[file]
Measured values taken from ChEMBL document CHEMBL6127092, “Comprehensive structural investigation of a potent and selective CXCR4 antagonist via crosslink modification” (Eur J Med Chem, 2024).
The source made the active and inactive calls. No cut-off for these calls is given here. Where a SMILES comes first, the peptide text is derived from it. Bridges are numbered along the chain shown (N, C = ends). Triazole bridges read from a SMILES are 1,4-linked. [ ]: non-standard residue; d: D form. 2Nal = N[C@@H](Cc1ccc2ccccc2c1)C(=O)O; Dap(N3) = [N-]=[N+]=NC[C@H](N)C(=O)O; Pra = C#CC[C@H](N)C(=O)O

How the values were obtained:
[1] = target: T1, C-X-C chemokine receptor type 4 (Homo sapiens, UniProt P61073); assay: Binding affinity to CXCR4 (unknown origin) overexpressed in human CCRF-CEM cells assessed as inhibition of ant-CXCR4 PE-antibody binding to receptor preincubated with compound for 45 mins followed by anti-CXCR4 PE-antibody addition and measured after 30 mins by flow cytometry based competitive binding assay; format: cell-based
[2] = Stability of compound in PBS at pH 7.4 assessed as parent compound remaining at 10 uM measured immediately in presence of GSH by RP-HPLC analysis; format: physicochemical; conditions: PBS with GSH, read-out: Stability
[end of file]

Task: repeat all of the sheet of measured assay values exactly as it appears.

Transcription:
Measured values taken from ChEMBL document CHEMBL6127092, “Comprehensive structural investigation of a potent and selective CXCR4 antagonist via crosslink modification” (Eur J Med Chem, 2024).
The source made the active and inactive calls. No cut-off for these calls is given here. Where a SMILES comes first, the peptide text is derived from it. Bridges are numbered along the chain shown (N, C = ends). Triazole bridges read from a SMILES are 1,4-linked. [ ]: non-standard residue; d: D form. 2Nal = N[C@@H](Cc1ccc2ccccc2c1)C(=O)O; Dap(N3) = [N-]=[N+]=NC[C@H](N)C(=O)O; Pra = C#CC[C@H](N)C(=O)O

How the values were obtained:
[1] = target: T1, C-X-C chemokine receptor type 4 (Homo sapiens, UniProt P61073); assay: Binding affinity to CXCR4 (unknown origin) overexpressed in human CCRF-CEM cells assessed as inhibition of ant-CXCR4 PE-antibody binding to receptor preincubated with compound for 45 mins followed by anti-CXCR4 PE-antibody addition and measured after 30 mins by flow cytometry based competitive binding assay; format: cell-based
[2] = Stability of compound in PBS at pH 7.4 assessed as parent compound remaining at 10 uM measured immediately in presence of GSH by RP-HPLC analysis; format: physicochemical; conditions: PBS with GSH, read-out: Stability